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photographer E-Yaji.
The Mary and George Bloch Collection: Part VII  
Sotheby's, Hong Kong, 26 November 2013: Lot 42 

Lot 42

Lot 42
Treasury 5, no. 801 (‘The McReynolds Palace Glass’)

Translucent yellow glass; with a flat lip and flat hexagonal foot; the body multi-faceted
Imperial glassworks, Beijing , 1700-1780
Height: 4.71 cm
Mouth/lip: 0.66/1.38 cm
Stopper: coral; gilt-silver collar

Alice B. McReynolds
Sotheby Parke Bernet, New York, 16 April 1985, lot 44

Treasury 5, no. 801

Formally the concept here is very simple: a compressed spherical bottle of a standard shape popular throughout the Qing dynasty has been diamond-faceted all over. It could thus originate from a period when faceting was sufficiently novel in itself to justify the absence of complex forms or clever surface detail. There is a temptation to see such forms as influenced by the European watches imported into China in quantities from the late Kangxi period onwards, many of which were faceted and are closely matched in snuff-bottle shapes. While this theory may have some validity, it is equally likely that such forms evolved independently as no more than a combination of a standard Chinese shape and the art of faceting.

An intriguing feature of the workmanship here is the slightly eccentric faceting technique, possibly an indication of early work on a bottle that does not exhibit sloppiness in any other area. Accurate faceting requires considerable skill, and cutting a single facet with less than geometric precision tends to produce a knock-on effect. Difficult to correct, this often creates a final result more than a trifle eccentric, as is the case here. The slightly eccentric shape of the facets is so widespread that it has almost become, paradoxically, symmetrically asymmetrical, but its overall impression of excellent formal integrity soon evaporates under close examination.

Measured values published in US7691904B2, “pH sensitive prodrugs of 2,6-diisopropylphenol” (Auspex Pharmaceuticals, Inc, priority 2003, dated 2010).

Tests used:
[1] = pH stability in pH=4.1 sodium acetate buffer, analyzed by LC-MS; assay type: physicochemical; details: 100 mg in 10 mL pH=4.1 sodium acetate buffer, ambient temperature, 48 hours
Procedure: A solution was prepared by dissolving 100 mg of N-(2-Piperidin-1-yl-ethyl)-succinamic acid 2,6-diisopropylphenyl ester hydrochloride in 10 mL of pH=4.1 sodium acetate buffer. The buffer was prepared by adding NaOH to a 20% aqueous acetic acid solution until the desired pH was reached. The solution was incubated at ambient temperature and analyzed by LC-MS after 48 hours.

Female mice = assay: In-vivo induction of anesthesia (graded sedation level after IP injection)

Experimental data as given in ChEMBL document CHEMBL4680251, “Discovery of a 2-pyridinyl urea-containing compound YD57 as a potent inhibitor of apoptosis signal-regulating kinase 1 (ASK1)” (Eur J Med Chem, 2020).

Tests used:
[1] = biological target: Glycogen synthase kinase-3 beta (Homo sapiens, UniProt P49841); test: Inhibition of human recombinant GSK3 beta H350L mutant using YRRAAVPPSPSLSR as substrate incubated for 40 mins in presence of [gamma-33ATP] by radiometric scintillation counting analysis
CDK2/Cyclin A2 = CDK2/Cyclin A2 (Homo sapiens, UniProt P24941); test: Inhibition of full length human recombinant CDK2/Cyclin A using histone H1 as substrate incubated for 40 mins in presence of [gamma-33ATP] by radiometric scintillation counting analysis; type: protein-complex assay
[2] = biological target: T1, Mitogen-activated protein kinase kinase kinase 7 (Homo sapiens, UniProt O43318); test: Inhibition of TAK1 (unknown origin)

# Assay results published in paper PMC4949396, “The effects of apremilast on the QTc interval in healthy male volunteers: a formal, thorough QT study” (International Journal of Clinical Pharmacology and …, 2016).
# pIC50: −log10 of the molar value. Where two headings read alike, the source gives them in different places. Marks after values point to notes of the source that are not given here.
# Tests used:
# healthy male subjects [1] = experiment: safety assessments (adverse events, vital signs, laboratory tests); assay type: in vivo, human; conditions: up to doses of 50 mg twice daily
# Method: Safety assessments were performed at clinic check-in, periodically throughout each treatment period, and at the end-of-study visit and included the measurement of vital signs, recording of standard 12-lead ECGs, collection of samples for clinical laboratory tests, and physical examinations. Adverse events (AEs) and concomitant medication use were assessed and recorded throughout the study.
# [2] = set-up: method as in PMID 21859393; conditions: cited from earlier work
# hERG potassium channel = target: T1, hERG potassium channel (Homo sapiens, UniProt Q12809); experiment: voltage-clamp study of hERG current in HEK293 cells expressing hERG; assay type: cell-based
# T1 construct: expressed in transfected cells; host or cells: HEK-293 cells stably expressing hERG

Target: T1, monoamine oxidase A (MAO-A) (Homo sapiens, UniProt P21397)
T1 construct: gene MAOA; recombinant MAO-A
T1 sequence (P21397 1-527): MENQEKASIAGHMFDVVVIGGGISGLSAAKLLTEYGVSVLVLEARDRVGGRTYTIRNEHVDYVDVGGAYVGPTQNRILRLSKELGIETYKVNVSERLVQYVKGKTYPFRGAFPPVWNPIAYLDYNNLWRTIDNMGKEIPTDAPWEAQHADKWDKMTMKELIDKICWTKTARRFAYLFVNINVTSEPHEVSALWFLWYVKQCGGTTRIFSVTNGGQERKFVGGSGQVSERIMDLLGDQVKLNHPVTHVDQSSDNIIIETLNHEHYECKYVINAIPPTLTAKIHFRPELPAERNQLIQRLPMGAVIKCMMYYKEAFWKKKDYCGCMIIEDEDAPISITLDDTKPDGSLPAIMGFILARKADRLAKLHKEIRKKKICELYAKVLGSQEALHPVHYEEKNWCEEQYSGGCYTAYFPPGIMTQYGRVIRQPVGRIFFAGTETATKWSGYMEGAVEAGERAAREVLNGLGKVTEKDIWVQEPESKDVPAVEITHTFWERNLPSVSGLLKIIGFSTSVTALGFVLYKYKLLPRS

Yellow snuff bottles are likely to have been made at the court from the last years of the seventeenth century into the early Qianlong period, and this one may have been one of them, although it might have been made as late as the Qianlong period. The colour is of the paler range of imperial yellow and thus similar to Sale 5, lot 133. This paler tone may have been an earlier colour that gave way in popularity to a richer, deeper shade as the eighteenth century progressed, although it is unlikely that it would have been entirely displaced. Bottles of this paler yellow colour frequently possess, independently, a variety of possible indications of early manufacture.


This is not the Sotheby’s sale catalogue. This is a product of Hugh Moss for the purposes of this website. For the catalogue details please refer to Sotheby’s website or request a copy of a printed sale catalogue from Sotheby’s.


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